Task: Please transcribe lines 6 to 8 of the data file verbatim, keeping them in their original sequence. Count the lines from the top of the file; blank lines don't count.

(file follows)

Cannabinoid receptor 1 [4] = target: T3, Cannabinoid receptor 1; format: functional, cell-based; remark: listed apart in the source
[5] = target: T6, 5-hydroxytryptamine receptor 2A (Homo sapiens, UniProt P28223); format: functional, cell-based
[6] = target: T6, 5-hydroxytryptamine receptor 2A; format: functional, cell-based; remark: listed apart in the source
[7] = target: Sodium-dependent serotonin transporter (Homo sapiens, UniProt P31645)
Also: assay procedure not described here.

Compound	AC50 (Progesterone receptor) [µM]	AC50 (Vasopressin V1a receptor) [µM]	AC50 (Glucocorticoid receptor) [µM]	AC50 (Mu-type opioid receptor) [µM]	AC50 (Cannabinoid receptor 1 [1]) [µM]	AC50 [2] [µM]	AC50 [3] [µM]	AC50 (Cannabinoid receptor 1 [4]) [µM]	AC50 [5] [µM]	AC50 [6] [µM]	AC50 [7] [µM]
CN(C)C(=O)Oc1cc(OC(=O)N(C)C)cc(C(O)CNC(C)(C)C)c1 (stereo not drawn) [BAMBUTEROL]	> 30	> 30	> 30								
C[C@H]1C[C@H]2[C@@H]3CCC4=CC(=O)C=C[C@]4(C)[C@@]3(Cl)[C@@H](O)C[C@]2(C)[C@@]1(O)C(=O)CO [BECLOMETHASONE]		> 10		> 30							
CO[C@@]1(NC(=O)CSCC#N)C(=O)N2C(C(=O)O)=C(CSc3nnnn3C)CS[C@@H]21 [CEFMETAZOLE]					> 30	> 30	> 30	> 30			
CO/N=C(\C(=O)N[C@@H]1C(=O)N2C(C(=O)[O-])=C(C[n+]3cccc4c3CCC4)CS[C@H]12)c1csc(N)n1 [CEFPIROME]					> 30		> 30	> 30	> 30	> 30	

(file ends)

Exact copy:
Compound	AC50 (Progesterone receptor) [µM]	AC50 (Vasopressin V1a receptor) [µM]	AC50 (Glucocorticoid receptor) [µM]	AC50 (Mu-type opioid receptor) [µM]	AC50 (Cannabinoid receptor 1 [1]) [µM]	AC50 [2] [µM]	AC50 [3] [µM]	AC50 (Cannabinoid receptor 1 [4]) [µM]	AC50 [5] [µM]	AC50 [6] [µM]	AC50 [7] [µM]
CN(C)C(=O)Oc1cc(OC(=O)N(C)C)cc(C(O)CNC(C)(C)C)c1 (stereo not drawn) [BAMBUTEROL]	> 30	> 30	> 30								
C[C@H]1C[C@H]2[C@@H]3CCC4=CC(=O)C=C[C@]4(C)[C@@]3(Cl)[C@@H](O)C[C@]2(C)[C@@]1(O)C(=O)CO [BECLOMETHASONE]		> 10		> 30							